Ask Matt: I have a great idea that could create a lot of social impact, but I have no idea how to sustain it. How do I pick a business model?

Very often, innovators and entrepreneurs in the social impact space will jump to a non-profit structure in order to sustain their ideas. Unfortunately, this traditional model is not always the best fit for everyone. In fact, there are a lot of options when it comes to business models in the impact-driven space.

When advising entrepreneurs on the business opportunity behind any impact-driven initiative, I always suggest something quite simple.

Strip the impact away from the idea. Take note of what is left. What is the core offer, product, or service of the idea? Can that be bought or sold? The answer is almost always yes. Let’s run through a very quick, completely unsolicited, example for a real non-profit organization.

charity: water is a non-profit organization bringing clean, safe drinking water to people in developing countries. If we take away the mission of charity: water for a moment, we will see the following core competencies:

  1. If you visit the charity: water website, you will see that it appears as though they have developed some custom software that accommodates recurring donations in a streamlined manner. This technology can easily be licensed to other organizations or do-good initiatives for a monthly, or per-user, fee for a set period of time. The organization could then make money off of this asset through licensing fees, or by taking a % of the money that is raised, a la the way Kickstarter operates.
  2. Similarly, charity: water has software that allows users to easily run a fundraiser online. This functionality and interface design is also a valuable asset that could be leveraged across many industries in exchange for a licensing fee, or a membership fee from users.
  3. Needless to say, charity: water also has a massive team of people that are experts with deep knowledge around water issues internationally. This knowledge can be put to use in a consulting capacity. This fee-for-service arrangement can be a serious money-maker for clients who are interested in the relevant business threats and opportunities around water.
  4. Finally, charity: water has an incredibly strong brand, and their brand identity is among the most recognizable in the social sector. This brand can be leveraged to initiate a series of products, or partnerships with brands in order to generate income across industries and sectors. In fact, this is something they appear to be doing already.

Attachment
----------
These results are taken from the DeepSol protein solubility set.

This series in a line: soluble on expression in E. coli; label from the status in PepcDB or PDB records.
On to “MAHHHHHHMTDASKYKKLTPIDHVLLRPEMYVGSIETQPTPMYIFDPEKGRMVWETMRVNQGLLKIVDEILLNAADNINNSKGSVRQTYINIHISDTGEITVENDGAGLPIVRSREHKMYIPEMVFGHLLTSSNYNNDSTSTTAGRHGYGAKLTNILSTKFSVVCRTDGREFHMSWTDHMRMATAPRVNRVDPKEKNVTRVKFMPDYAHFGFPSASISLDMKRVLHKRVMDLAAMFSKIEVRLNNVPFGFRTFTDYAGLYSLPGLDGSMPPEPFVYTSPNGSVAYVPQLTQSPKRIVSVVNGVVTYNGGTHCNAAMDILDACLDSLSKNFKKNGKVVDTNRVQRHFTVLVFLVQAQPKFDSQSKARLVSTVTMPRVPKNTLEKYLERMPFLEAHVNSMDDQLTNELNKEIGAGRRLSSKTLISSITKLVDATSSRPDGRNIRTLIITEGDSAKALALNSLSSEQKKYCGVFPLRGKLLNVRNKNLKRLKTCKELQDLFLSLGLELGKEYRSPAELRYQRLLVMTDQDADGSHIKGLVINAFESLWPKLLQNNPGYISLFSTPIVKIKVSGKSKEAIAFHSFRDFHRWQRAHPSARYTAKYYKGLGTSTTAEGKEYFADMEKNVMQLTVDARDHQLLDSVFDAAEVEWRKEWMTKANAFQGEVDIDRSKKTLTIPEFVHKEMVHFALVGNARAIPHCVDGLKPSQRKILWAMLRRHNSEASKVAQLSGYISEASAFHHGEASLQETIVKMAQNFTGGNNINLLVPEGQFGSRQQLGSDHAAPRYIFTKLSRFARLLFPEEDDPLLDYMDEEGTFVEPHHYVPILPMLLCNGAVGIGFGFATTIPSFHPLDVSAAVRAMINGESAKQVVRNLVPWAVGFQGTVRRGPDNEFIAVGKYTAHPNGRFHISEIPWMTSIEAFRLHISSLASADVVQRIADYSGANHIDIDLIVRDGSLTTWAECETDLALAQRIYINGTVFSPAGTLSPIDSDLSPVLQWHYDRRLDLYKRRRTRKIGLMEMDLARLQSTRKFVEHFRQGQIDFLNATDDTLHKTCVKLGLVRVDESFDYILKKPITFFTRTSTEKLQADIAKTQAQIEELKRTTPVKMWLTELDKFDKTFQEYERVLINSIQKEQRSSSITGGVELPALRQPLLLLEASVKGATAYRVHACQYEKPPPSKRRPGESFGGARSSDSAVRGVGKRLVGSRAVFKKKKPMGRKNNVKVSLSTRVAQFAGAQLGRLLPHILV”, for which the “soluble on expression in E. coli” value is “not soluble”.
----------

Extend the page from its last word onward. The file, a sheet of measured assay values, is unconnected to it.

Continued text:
Try this at home: What key offering is left when you set impact aside for a moment? Who might be interested in this key offering? Remember, you have options when it comes to sustainable business models. Not every impact-driven initiative needs to solely rely on donations and grants.

Of course you can always reach out to us at verynice, and we can help you design your own business model. Visit our contact page to get in touch with our incredible team, today.

Ask Matt is a new weekly LinkedIn series that takes real questions from real people, and posts answers for all to see. Have a question? Leave it in the comments below.

Matthew Manos is an award-winning design strategist, social entrepreneur, and educator. Called “crazy or genius” by Forbes Magazine, and named one of seven millennials changing the world by The Huffington Post, Matthew’s pioneering work in the field of social enterprise has inspired thousands of practitioners to engage in socially and environmentally responsible business. He is the Founder of verynice, a design strategy consultancy that gives half of its work away for free to nonprofit organizations. verynice’s clientele includes Google, UNICEF, and the American Heart Association. To date, verynice has donated over $6MM worth of pro-bono services and initiatives to benefit over 400 organizations across the globe.

Craig Zelizer

Craig Zelizer

Dr. Craig Zelizer is the Founder of PCDN.global, which connects a global community of changemakers to the tools, community and opportunities to build careers of impact and scale change. He has strong experience in the development sector, academia and social entrepreneurship. From 2005 to 2016 he served as a professor in the Conflict Resolution program at Georgetown University (where he still teaches). He has led trainings, workshops and consultancies in over 20 countries organizations including with USIP, USAID, CRS, Rotary International and others. Craig is a recognized leader in the social sector field. He has received several awards including George Mason’s School of Conflict Analysis and Resolution’s alumni of the year award and an alumni career achievement award from Central European University. Dr. Zelizer spent two years in Hungary as Fulbright Scholar and was a Boren Fellow in Bosnia. He has published widely on peacebuilding, entrepreneurship, and innovation in higher education.
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